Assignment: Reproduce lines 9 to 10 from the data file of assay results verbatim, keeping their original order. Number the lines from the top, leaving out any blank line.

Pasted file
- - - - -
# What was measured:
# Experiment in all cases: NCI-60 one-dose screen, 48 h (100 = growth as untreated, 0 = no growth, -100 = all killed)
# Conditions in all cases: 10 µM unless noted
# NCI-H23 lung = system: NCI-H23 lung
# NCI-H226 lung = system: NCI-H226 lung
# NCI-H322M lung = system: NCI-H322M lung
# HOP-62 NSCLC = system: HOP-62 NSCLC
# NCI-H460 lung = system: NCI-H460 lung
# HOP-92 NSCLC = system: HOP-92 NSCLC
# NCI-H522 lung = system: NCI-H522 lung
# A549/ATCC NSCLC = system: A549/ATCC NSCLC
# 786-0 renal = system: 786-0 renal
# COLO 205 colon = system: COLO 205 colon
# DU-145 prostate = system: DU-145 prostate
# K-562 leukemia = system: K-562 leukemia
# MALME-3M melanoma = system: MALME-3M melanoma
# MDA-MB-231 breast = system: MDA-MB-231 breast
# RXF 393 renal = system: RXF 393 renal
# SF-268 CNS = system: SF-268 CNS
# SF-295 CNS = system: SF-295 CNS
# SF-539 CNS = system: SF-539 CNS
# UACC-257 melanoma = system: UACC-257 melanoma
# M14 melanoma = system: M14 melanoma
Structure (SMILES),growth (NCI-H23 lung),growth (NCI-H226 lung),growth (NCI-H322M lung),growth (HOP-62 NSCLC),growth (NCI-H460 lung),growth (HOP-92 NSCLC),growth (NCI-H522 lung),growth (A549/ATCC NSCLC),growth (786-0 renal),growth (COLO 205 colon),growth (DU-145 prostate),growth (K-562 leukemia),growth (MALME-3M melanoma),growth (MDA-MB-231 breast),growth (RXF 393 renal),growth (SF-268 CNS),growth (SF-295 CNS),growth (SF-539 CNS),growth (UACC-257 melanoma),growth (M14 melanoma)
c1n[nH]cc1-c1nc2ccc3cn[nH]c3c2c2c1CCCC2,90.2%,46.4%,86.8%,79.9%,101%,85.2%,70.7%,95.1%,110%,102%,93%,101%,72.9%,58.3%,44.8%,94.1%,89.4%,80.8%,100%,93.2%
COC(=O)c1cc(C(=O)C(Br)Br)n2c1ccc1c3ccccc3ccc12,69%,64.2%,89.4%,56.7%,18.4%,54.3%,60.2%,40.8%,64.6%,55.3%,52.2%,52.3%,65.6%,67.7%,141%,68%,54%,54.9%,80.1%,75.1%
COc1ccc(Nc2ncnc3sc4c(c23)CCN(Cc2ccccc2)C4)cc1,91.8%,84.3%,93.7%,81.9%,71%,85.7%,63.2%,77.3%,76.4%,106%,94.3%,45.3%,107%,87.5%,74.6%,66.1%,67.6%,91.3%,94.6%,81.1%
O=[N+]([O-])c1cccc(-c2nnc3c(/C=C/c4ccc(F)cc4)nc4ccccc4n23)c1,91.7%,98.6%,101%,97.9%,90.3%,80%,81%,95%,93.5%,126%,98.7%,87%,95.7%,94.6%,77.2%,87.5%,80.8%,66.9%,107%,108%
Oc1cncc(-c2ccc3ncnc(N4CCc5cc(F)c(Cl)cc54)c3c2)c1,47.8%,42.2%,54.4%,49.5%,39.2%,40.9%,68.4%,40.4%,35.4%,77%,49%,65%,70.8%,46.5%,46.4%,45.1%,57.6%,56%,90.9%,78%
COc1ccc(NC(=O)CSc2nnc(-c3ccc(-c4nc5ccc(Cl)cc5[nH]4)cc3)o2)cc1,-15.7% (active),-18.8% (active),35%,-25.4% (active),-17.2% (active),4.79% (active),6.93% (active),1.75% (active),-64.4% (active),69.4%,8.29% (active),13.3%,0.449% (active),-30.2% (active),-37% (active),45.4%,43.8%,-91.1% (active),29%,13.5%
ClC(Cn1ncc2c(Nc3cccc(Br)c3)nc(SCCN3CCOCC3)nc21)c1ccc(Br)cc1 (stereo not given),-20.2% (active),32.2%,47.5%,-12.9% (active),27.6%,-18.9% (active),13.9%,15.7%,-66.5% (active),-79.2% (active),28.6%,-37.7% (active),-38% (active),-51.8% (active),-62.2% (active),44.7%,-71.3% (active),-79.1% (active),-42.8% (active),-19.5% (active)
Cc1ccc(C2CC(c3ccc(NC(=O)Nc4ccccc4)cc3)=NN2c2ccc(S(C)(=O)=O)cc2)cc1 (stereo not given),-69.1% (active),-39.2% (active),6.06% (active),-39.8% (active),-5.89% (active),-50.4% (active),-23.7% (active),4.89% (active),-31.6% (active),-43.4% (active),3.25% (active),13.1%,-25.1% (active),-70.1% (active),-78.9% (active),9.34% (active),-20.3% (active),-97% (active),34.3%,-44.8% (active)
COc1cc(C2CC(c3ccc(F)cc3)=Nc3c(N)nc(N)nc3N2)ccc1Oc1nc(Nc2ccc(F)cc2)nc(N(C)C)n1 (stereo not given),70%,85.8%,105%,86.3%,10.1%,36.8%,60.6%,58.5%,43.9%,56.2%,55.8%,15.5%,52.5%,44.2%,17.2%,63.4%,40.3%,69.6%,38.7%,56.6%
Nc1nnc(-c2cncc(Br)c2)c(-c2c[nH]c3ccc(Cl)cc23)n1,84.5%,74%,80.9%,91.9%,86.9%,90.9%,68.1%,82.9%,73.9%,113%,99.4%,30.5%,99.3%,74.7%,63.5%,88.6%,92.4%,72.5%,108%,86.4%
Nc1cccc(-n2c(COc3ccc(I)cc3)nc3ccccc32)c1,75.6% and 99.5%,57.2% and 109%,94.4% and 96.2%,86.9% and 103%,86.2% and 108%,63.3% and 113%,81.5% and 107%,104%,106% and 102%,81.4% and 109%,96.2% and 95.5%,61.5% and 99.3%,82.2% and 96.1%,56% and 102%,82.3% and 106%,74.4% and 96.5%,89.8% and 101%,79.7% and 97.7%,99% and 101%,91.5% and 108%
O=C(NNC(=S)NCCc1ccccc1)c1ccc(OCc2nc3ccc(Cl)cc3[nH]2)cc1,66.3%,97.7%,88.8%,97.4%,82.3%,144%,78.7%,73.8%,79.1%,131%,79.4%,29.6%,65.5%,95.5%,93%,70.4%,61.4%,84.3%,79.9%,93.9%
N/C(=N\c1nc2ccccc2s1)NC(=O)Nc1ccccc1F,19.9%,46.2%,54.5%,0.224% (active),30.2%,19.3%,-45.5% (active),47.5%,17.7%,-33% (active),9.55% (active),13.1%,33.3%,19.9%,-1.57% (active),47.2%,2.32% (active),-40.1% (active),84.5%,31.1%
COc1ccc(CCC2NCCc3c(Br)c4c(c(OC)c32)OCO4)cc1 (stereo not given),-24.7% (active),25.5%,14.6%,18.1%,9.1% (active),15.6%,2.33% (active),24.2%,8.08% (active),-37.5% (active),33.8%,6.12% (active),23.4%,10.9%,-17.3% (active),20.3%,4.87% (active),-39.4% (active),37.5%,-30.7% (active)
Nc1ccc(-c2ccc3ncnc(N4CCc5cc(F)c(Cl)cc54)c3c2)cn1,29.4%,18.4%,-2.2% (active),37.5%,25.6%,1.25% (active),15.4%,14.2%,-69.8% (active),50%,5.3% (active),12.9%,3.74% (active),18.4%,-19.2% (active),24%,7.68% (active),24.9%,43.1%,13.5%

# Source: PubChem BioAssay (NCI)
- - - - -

# HOP-92 NSCLC = system: HOP-92 NSCLC
# NCI-H522 lung = system: NCI-H522 lung